As for reading challenges, I completed the monthly task set in the Penguin Read the Year challenge, which was to read a book about obsessive love. Anna Karenina could have fit here but I thought this was the perfect scenario in which to re-read Twilight.

I also completed five of the categories of the Popsugar Reading Challenge. These were:

  • A book made into a movie you’ve already seen- Devil Wears Prada/ Anna Karenina/ Twilight
  • A book with a time of day in the title- Twilight
  • A book by a female author using a male pseudonym- Career of Evil
  • A book that is also a stage play or musical- Anna Karenina (okay so I swung this one a bit but Anna has been adapted for stage so it counts!)
  • A book with song lyrics in the title- Career of Evil (from the song by Blue Oyster Cult- relevant to the story if you’ve read it!)

And that’s my reading month!
Thanks for reading 🙂

Book Review: Twilight by Stephenie Meyer


Read between: 21st-27th February
Format: Paperback
Number of pages: 434
Published: September 26th, 2006
Publisher: Atom
Synopsis: About three things I was absolutely positive.

First, Edward was a vampire.

Second, there was a part of him—and I didn’t know how dominant that part might be—that thirsted for my blood.

And third, I was unconditionally and irrevocably in love with him.

Rating: 003d1-threestar

Review: I’m doing the Penguin ‘Read the Year’ Reading Challenge, and I was stuck for a book for February, which the category was ‘Get lost into an obsessive love story’ and I knew that I had to re-read Twilight.

I last read Twilight when I was about 14, so it’s been nearly ten years since I first read the book- and back then, it was a five star read. As you can see from my rating, my opinions on the story have changed slightly.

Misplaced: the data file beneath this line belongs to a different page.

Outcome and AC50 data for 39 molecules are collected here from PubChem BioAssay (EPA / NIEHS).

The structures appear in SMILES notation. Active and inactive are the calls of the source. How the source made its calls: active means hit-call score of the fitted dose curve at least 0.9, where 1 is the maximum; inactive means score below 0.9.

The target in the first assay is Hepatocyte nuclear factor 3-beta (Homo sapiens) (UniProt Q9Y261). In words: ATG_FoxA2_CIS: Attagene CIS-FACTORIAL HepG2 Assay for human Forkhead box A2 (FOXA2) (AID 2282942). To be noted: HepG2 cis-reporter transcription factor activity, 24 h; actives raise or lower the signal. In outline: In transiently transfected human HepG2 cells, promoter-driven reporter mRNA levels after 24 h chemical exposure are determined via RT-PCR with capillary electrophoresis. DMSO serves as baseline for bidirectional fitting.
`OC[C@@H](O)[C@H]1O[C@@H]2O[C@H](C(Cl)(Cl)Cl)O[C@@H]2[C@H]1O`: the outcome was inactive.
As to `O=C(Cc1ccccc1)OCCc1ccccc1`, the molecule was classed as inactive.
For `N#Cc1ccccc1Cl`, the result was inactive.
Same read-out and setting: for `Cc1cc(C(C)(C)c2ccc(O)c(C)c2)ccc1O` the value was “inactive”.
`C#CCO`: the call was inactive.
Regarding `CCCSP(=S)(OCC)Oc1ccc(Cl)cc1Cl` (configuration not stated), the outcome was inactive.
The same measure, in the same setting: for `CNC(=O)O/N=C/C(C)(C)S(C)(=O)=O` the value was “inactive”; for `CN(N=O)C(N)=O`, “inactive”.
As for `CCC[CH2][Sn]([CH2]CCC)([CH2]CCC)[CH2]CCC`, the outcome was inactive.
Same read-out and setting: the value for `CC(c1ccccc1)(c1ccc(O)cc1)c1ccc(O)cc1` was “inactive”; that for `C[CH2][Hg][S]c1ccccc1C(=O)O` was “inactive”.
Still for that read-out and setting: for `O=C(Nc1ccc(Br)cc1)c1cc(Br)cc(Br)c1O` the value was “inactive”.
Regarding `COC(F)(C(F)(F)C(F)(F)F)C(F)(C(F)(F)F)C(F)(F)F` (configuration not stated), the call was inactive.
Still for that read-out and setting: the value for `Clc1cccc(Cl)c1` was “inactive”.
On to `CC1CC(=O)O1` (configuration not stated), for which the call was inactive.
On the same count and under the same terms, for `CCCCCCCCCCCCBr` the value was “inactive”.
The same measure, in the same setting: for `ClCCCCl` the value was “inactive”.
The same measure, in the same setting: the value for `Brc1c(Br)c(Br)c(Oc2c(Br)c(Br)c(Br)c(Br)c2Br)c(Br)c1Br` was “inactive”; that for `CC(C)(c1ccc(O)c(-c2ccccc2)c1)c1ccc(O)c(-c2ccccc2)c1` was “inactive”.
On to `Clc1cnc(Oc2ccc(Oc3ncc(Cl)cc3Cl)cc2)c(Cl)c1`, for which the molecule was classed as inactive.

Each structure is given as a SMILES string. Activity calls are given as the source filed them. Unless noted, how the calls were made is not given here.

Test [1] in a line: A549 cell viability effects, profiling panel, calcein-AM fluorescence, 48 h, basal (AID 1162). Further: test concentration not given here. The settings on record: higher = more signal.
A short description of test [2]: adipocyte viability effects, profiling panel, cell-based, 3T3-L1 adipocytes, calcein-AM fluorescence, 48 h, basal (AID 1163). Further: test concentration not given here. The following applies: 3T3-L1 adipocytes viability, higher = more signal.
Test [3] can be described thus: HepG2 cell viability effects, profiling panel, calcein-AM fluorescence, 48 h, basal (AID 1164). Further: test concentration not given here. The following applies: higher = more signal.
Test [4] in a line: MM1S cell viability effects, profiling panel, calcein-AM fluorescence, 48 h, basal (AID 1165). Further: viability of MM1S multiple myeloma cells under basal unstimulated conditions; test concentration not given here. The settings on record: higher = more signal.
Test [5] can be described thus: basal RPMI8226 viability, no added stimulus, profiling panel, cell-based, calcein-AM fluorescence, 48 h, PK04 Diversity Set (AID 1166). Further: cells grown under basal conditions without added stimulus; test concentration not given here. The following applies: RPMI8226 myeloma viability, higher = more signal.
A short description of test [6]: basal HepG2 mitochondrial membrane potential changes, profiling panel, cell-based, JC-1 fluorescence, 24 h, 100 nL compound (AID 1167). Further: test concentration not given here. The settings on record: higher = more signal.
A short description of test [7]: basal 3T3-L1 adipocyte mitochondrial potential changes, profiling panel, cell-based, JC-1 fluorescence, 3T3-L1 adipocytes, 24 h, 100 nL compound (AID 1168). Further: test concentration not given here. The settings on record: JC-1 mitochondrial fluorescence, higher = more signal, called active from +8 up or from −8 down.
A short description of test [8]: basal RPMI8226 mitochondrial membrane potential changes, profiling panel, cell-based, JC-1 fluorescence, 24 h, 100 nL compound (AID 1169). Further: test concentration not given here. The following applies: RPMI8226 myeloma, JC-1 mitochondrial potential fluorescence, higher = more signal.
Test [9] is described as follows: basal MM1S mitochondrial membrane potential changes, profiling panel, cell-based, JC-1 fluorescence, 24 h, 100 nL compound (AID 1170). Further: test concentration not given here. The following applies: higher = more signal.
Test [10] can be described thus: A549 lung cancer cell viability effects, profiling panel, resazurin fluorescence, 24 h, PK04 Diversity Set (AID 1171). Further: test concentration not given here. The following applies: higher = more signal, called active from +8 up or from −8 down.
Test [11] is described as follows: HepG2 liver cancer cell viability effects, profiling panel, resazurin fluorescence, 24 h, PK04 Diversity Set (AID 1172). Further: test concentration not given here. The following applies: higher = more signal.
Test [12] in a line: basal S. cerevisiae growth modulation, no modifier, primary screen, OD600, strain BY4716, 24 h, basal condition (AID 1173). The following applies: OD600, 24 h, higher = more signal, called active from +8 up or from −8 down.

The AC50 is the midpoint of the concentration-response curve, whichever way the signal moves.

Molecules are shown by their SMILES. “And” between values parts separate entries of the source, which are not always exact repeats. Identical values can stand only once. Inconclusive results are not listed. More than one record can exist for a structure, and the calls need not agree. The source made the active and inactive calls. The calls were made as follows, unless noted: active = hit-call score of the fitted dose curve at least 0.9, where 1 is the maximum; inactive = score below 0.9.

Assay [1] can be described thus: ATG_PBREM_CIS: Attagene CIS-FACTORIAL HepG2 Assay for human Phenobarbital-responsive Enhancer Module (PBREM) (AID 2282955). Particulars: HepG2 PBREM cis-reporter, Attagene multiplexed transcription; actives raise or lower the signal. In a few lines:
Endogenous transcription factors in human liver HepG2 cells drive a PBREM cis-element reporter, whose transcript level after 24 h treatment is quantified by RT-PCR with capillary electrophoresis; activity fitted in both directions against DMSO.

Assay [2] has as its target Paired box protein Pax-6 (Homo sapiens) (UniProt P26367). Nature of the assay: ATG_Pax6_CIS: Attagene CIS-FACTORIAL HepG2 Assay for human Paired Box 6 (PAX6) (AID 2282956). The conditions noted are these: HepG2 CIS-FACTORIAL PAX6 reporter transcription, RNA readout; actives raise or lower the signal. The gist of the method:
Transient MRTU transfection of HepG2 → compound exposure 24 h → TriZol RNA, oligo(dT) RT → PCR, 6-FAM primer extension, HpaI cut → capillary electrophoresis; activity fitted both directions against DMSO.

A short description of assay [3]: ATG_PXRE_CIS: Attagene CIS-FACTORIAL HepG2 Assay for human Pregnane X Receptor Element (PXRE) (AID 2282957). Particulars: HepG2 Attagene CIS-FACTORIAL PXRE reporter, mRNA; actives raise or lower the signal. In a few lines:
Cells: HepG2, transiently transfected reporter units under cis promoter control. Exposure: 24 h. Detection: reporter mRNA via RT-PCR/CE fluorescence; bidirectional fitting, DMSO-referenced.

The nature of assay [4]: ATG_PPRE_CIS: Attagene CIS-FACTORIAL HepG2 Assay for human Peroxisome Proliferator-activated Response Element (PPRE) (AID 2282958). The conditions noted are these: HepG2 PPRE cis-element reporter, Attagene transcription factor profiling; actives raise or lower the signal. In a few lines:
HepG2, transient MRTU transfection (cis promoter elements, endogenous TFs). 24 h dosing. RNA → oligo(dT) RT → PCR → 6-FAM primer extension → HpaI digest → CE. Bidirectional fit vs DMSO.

The lower rating isn’t because I dislike the book now, I still enjoyed it, it’s just because now I am seeing things through older eyes, there were things that Edward and Bella either said or did that made me laugh or roll my eyes. They’re a funny couple of characters, but I still love them!

For example, the line “Hah! You’re as white as a ghost—no, you’re as white as me!”

As well as the insta-love. Bella thinks Edward hates her, and then the next minute, she is head over heels in love with him, even though she keeps being warned to stay away from him. Women eh? They never listen. (That’s a joke by the way!)

It was great to re-read this book as an adult, because it’s definitely opened my eyes as to why some people either hate or dislike this book, because it’s super cringe, but it’s also your generic YA supernatural love story- so the cringey stuff is to be expected really!

I love Edward and Bella (I’m still on Team Jasper though), well, most stuff about them. Their relationship is actually kind of cute but sometimes I just…couldn’t with them. Like Bella wanting to die so she could be with Edward forever- girl, don’t throw away your life for some boy! There’s also the fact that Edward breaks into Bella’s bedroom to watch her sleep- as a 17 year old boy, that’s creepy, but as a 100 year old vampire, that’s all kinds of perverted!

C’mon Edward, don’t be a creep yeah?

Obviously, everyone knows the story, but I was surprised when I was reading it how much I had actually forgotten- like Jacob being younger than Bella, or Jasper actually being extremely kind to Bella when there was drama going on. (Hence Team Jasper <3)

Nevertheless, I am glad I picked up this book again, because I was able to relive the memories as well as looking at the story through a different perspective.

It’s made me really want to watch the movie again now.

Twilight is definitely one of my guilty pleasures!

Thanks for reading!